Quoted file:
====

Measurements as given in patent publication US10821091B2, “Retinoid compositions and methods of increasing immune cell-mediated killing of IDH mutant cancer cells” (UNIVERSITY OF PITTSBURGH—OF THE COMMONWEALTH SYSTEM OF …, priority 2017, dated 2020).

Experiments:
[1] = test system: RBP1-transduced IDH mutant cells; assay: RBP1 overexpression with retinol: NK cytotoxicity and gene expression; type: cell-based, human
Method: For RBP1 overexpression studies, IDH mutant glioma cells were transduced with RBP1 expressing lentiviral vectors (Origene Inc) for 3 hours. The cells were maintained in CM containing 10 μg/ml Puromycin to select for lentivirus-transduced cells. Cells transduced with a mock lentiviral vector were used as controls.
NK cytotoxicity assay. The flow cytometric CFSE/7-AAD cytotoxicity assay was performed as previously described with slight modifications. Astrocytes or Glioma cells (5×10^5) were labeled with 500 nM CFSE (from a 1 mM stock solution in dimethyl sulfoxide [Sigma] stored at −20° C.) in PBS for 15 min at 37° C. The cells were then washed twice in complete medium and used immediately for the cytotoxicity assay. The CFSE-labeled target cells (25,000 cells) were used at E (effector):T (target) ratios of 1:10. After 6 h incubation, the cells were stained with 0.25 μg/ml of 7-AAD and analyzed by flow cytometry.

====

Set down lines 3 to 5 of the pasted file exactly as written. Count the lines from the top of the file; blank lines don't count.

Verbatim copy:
[1] = test system: RBP1-transduced IDH mutant cells; assay: RBP1 overexpression with retinol: NK cytotoxicity and gene expression; type: cell-based, human
Method: For RBP1 overexpression studies, IDH mutant glioma cells were transduced with RBP1 expressing lentiviral vectors (Origene Inc) for 3 hours. The cells were maintained in CM containing 10 μg/ml Puromycin to select for lentivirus-transduced cells. Cells transduced with a mock lentiviral vector were used as controls.
NK cytotoxicity assay. The flow cytometric CFSE/7-AAD cytotoxicity assay was performed as previously described with slight modifications. Astrocytes or Glioma cells (5×10^5) were labeled with 500 nM CFSE (from a 1 mM stock solution in dimethyl sulfoxide [Sigma] stored at −20° C.) in PBS for 15 min at 37° C. The cells were then washed twice in complete medium and used immediately for the cytotoxicity assay. The CFSE-labeled target cells (25,000 cells) were used at E (effector):T (target) ratios of 1:10. After 6 h incubation, the cells were stained with 0.25 μg/ml of 7-AAD and analyzed by flow cytometry.